The major project that the ADC was involved in while I worked there were
 the Quilt (Lihaf or sharshaf in Arabic), a large blanket consisting of
 interwoven 418 panels displaying Palestinian embroidery each
 representing a Palestinian village destroyed by the Israelis in the process
 of creating Israel fifty years ago.

 The quilt is currently touring the country travelling from one city to
 another. It is scheduled for display at the Capitol Hill in Washington, DC
 on June 14. Amazing as it may sound, this Quilt campaign was
 supposed to counter Israel's extensive and widespread celebrations of
 fifty years of its founding! The Quilt project, we are told, is important
 because it represents the combined efforts of a dozen or so Arab and
 Palestinian-American organizations and associations. In fact, what it
 really represents is the lowest common denominator that these
 do-little-too-late groups were able to agree on.

 Even with all these efforts, and all these organizations, I heard that only a
 handful of people bothered to attend the kick-off rally in New York City
 last month outside the U.N. There is no serious plan to follow up on any
 of this, no real "50th anniversary" agenda, and certainly no realization of
 the gravity of what is happening in today's Middle East. A related project
 was selling T-shirts and buttons to the different ADC chapters around the
 country -- not much success here either.

 All this while Israel's anniversary celebrations included various TV
 specials and documentaries, and art performances in the J. F. Kennedy
 for the Performing Arts.

 When Mid-East Realities (WWW.MiddleEast.Org) published a short and
 factual article about "The Quilt," an article which honestly spoke up about
 this whole farce ("The Arabs - More Impotent and Co-opted than Ever"), I
 read the article and went to work the next day trying to hold back my
 laugher (and disgust) about all this. Shortly, someone called in about the
 article telling them they "have been attacked"! The office erupted in
 frenzy, and then someone from Dr. Jim Zogby's office (Arab American
 Institute) called in eager to have the article sent to them too.

 The eruption caused by that one little e-mail reminded me of my days of
 living in Lebanon when the sirens warning of Israeli bombing sparked a
 desperate search for shelter. When people at ADC found out that I
 regularly read MER, know well MER publisher Mark Bruzonsky, and even
 assisted a couple of times in producing the cable TV show (which never
 mentioned ADC), they approached me as if I was doing something
 surreptitious and awful. Nothing of the sort actually. I told them there was
 nothing secret here, that I had even interviewed the ADC Media Director,
 Sam Husseini, for MER-TV, months ago back in February outside the
 White House, along with Mark Bruzonsky. And then I was glad to be
 asked to appear on another MER program that was highly critical of U.S.
 and Israeli policies. The program is shown weekly on cable in
 Washington -- and its actually quite good; far better than anything ADC is
 doing about these subjects.

 Even so, the reaction from senior ADC people was pretty much like the
 bagel - you are "associating with the Jews" they insisted, apparently
 referring to Mark Bruzonsky being Jewish, even though many Arabs and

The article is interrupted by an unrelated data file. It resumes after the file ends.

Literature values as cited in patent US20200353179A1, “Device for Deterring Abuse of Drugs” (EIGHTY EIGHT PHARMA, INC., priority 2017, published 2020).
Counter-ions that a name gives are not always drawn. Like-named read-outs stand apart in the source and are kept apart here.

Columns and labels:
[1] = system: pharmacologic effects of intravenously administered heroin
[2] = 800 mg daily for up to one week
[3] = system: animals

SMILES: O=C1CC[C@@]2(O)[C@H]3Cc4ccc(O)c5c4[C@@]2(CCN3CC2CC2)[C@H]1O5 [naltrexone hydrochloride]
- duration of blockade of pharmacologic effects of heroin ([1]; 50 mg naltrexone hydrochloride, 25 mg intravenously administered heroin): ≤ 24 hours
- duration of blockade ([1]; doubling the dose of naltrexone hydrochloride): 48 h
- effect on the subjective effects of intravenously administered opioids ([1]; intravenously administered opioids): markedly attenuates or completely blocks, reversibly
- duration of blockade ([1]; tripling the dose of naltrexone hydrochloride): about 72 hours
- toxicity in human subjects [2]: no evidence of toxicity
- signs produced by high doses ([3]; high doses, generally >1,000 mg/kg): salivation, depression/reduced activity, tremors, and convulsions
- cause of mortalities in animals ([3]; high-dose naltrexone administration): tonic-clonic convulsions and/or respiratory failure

Palestinians eagerly follow and strongly support MER. The organizing
 director then told me, that MER "aims at undermining Arab American
 achievements" and cited an example a Palestinian organization called
 ROOTS from many years ago that "failed because MER spread rumors
 about it."

 After this I found out that ROOTS really failed because of all-too-typical
 incompetence and corruption; and that MER didn't even exist when Roots
 did. Back when Roots was in Washington I now know large amounts of
 money was sent by Arafat to Washington for that organization as well as
 for two publications, "Jerusalem Report" and "The Return". These large
 sums, totalling into the millions of dollars, accomplished very little and
 everything they supported isn't even in existence now and few even
 remember. Furthermore, I now have learned, these two publications were
 those of Ramonda Al-Tawil, Yasser Arafat's mother-in-law, and her family
 members, who I am told got considerable sums of money sent to them
 and much of it was used by her and her family for such personal things
 as homes in Washington and Paris. Back in Palestine we had always
 heard rumors about these kinds of things; now in Washington I'm finding
 out most of them were true.

 What was further despicable about what I found out at ADC is the use of
 prominent intellectuals such as Prof. Edward Said to prop-up ticket sales
 for the annual convention, and little else. One day I heard the chairperson
 of the ADC board of directors refer to Prof. Said as their "Baby". She
 added they knew how to get him to do whatever they wanted him to. The
 ADC did not seem to pay attention to the fact that Said's views about the
 "Peace Process" need to be heard by as many people as possible; for
 they spent little effort toward this goal and I never heard them discussing
 it. Rather, just as with the monitoring of the press mostly for mentions of
 ADC, really educating and mobilizing the American public is an
 afterthought at best. What matters is that people come to the annual
 convention, support ADC, and follow whatever ADC tells them to do.
 Others convention speakers too were invited on the basis of how
 supportive and on-board they were, not how effective or truthful.

 One week before the convention, after I had worked long and hard calling
 people all over the country to come to the convention and received the
 praise of all of my supervisers for my energy and hard work, I was
 abruptly told that my services were no longer needed. Right then and
 there I decided to write something and send it to MER, as MER had been
 quite right about these things all along. When I asked if I would get to
 attend the convention as an ADC employee since I had worked so hard to
 register people I was told flatly by the blond, blue-eyed president of ADC,
 Dr. Hala Maksoud: "With all honesty, No, because you work with MER."

 At least she was honest this one time. Not much different it seems about
 the Arab-American organizations in Washington and the regimes we
 suffer from in the Middle East.

 Meanwhile, "Don't Eat The Bagels!", and cheers for "the Quilt".

          The author, Omar Qourah, can be reached at

Copyright © Mid-East Realities & The Committee On The Middle East.
All rights reserved.  POBox 18367 - Washington, DC 20036.    MER@MiddleEast.Org
Phone (202) 362-5266           Fax (202) 362-6965         http://www.MiddleEast.Org